Enterprises are "fleeing" the perpetual software licence model due to shrinking budgets, but "shelfware" is still rampant with 96 percent of organisations wasting money on unused software, according to research.
The Flexera Software Key Trends in Software Pricing & Licensing Report has been prepared jointly with analyst IDC. Almost a quarter of those surveyed (24 percent) said the majority of their software estate today is based on subscription licenses. And in 12-24 months this percentage will rise to 26 percent, says the report.
For the 17 percent of respondents using usage-based licensing models, this percentage will rise to 18 percent in the next 12-24 months. Only 45 percent of organisations today say that the majority of their software estate is deployed using perpetual licenses. In 12-24 months, says the report, this percentage will decline to 36 percent.
“It doesn’t always make sense to pay up front for the full cost for software before the application has proven its value to the organisation,” said Steve Schmidt, vice president of corporate development at Flexera Software. “In their drive to increase efficiency and cost effectiveness, some organisations prefer to pay for software in ways that allow them to better align their costs to value.
"That might mean paying over time via a subscription model, or by the features, functionality or capacity that they’re actually using, via a usage-based model.”
And software suppliers "see the writing on the wall", says the report, as they are offering a greater variety of licensing models. Only slightly more than a third of producers (35 percent) say that the majority of their annual software licence revenue now comes from perpetual licences. Nearly a quarter – 22 percent – say a majority of revenue comes from subscription/term licensing. Nine percent say a majority of revenue comes from usage-based licensing.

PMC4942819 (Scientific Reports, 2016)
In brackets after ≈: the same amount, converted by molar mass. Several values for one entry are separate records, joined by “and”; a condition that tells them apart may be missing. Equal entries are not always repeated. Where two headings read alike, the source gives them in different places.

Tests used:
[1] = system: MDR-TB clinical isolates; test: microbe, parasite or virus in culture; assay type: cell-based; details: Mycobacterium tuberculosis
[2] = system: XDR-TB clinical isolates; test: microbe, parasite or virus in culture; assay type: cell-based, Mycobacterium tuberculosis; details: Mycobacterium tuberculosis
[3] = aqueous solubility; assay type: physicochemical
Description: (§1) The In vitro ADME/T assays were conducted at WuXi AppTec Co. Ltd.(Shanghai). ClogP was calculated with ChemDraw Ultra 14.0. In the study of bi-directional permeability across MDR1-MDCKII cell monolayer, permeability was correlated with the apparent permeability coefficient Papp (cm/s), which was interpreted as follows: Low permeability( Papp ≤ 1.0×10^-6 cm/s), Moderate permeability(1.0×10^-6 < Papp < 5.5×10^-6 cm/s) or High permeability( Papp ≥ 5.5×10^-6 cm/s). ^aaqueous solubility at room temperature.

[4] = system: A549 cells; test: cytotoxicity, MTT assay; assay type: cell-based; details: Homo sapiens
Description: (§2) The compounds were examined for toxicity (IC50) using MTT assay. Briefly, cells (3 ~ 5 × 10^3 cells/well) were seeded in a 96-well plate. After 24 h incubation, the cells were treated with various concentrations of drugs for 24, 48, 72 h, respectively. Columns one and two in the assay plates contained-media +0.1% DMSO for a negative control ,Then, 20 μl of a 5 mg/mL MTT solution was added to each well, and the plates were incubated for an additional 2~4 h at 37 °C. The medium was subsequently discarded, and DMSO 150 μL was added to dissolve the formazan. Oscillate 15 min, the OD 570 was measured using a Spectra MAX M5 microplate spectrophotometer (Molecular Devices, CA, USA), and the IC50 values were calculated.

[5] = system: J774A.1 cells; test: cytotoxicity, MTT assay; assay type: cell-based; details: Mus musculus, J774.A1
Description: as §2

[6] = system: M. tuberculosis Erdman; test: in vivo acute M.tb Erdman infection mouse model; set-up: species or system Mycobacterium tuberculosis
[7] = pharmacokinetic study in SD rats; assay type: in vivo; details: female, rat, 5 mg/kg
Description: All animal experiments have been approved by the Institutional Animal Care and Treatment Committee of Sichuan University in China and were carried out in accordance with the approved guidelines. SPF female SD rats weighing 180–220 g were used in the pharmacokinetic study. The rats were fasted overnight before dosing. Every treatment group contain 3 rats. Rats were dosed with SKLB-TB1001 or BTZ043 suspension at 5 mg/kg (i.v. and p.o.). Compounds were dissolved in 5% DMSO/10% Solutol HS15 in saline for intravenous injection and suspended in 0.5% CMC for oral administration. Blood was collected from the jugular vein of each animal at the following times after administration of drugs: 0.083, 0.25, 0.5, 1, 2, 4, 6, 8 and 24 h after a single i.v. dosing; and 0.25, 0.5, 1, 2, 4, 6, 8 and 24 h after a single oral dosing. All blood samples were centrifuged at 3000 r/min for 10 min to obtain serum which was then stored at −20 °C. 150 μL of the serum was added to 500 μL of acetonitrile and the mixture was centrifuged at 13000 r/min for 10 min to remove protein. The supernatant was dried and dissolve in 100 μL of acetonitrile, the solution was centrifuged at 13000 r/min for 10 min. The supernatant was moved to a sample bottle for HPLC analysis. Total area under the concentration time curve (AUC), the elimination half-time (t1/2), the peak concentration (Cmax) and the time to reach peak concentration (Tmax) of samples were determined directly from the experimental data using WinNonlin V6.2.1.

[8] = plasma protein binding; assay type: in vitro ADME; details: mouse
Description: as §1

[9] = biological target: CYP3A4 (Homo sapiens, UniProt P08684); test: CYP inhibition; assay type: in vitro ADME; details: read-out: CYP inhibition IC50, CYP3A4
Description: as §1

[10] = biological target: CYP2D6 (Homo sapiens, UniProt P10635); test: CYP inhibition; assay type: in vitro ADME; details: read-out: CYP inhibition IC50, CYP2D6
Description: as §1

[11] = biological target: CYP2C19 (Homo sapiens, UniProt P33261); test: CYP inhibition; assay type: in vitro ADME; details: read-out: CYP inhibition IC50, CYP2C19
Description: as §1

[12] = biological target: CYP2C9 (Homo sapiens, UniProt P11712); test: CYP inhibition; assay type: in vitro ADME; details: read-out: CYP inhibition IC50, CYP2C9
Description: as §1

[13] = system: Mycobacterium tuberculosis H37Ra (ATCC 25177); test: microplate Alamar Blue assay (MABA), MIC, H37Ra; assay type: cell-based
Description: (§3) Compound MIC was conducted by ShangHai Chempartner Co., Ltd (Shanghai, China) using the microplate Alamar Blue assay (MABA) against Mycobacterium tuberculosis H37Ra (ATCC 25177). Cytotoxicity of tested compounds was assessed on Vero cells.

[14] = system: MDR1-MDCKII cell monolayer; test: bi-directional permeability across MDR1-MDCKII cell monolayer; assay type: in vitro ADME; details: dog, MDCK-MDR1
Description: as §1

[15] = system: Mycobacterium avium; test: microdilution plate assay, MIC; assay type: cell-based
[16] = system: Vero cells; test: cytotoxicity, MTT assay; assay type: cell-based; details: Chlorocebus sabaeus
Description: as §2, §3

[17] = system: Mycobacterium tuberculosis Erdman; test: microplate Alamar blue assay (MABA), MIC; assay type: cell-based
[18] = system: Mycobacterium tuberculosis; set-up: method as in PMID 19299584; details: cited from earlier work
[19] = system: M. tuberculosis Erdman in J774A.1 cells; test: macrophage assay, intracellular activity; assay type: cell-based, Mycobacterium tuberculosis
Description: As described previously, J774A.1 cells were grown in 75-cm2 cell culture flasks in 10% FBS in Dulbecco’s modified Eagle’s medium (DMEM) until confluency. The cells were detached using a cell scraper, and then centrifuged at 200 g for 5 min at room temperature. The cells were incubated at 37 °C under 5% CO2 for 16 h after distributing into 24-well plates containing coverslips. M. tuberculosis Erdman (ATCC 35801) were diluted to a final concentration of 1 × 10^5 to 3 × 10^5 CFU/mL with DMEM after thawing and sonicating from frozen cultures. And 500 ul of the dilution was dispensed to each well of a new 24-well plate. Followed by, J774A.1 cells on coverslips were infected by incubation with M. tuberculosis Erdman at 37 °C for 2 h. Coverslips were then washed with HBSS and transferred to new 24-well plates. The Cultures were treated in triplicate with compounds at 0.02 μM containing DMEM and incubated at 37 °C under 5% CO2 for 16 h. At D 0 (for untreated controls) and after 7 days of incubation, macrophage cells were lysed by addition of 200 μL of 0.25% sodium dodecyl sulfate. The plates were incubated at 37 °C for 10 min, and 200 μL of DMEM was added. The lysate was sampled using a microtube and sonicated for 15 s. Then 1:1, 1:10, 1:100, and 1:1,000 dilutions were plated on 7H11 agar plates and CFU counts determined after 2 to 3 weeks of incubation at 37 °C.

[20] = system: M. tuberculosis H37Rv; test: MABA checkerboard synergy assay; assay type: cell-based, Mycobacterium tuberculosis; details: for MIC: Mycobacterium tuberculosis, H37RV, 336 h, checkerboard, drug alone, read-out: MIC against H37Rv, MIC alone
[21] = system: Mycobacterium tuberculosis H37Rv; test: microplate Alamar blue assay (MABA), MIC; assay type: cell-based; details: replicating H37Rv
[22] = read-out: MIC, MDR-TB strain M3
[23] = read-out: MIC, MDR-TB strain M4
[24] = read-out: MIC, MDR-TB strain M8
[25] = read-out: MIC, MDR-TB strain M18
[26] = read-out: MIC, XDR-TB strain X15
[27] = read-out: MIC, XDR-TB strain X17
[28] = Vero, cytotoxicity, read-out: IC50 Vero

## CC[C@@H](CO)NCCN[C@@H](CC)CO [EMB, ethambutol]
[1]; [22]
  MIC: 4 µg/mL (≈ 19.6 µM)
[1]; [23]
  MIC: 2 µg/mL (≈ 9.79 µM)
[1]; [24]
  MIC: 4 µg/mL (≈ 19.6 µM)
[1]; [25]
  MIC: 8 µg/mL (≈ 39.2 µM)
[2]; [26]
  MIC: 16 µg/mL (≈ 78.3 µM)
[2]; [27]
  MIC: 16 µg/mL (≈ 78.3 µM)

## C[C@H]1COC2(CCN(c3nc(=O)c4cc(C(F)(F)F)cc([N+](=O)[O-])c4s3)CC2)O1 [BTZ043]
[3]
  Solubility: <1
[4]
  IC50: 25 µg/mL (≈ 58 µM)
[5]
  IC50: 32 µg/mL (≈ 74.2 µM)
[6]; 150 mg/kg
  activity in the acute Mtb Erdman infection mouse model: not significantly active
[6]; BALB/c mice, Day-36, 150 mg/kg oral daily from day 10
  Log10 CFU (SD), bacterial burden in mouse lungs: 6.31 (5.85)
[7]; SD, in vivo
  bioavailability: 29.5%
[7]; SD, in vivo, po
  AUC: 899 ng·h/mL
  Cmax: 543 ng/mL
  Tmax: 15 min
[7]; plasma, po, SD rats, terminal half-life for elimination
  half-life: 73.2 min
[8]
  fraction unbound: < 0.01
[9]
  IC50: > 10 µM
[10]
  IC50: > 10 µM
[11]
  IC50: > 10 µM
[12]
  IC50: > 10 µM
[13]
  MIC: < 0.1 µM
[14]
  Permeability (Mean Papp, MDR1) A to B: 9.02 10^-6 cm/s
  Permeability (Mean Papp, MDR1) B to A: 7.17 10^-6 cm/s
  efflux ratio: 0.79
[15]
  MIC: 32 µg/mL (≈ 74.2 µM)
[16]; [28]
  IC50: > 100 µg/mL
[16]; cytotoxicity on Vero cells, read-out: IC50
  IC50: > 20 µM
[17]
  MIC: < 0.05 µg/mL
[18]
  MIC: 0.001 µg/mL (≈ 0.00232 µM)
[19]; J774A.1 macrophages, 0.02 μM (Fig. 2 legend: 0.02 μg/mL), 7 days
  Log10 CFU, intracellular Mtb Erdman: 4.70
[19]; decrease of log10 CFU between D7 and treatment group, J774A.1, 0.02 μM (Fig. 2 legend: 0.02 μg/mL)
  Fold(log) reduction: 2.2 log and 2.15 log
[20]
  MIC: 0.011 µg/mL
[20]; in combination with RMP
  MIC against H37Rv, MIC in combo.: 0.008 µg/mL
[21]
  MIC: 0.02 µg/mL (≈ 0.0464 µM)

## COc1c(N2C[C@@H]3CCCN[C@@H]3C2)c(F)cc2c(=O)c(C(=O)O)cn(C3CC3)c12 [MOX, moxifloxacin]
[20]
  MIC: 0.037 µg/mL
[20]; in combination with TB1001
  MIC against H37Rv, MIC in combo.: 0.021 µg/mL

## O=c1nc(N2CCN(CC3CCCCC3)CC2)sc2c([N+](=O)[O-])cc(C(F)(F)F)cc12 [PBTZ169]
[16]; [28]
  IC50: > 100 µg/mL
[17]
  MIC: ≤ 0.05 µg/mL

“Having the ability to identify customer needs and licensing model trends, and then quickly respond with new licensing options can give producers a significant competitive advantage,” said Schmidt.
Ironically though, despite shrinking budgets and the pressure on enterprises to seek greater value from business software, the report reveals that almost all organisations are wasting money on software that isn’t being used (“shelfware”).
The report found that 96 percent of enterprise admitted that at least some of the software they’ve purchased is shelfware. A significant percentage – 39 percent - report that 21 percent or more of their enterprise software spend is wasted on shelfware. And this waste takes place even though almost two-thirds of enterprises (63 percent) say their software budgets will either stay the same or shrink over the next two years.
“It’s very easy for shelfware to accumulate when organisations don’t proactively implement best practices and technology to track, manage and optimise their software estates,” said IDC analyst Amy Konary. “Enterprises must have the ability to continually identify where software licences are deployed, how those licences are being used, and reconcile that data with the complex set of rules contained in the licensing agreements.
"By having this level of insight, CIO’s can begin to identify shelfware, eliminate waste and reallocate their budgets more effectively,” she said.
The survey was based on 1,828 respondents - 430 enterprise executives and 1,398 software supplier executives.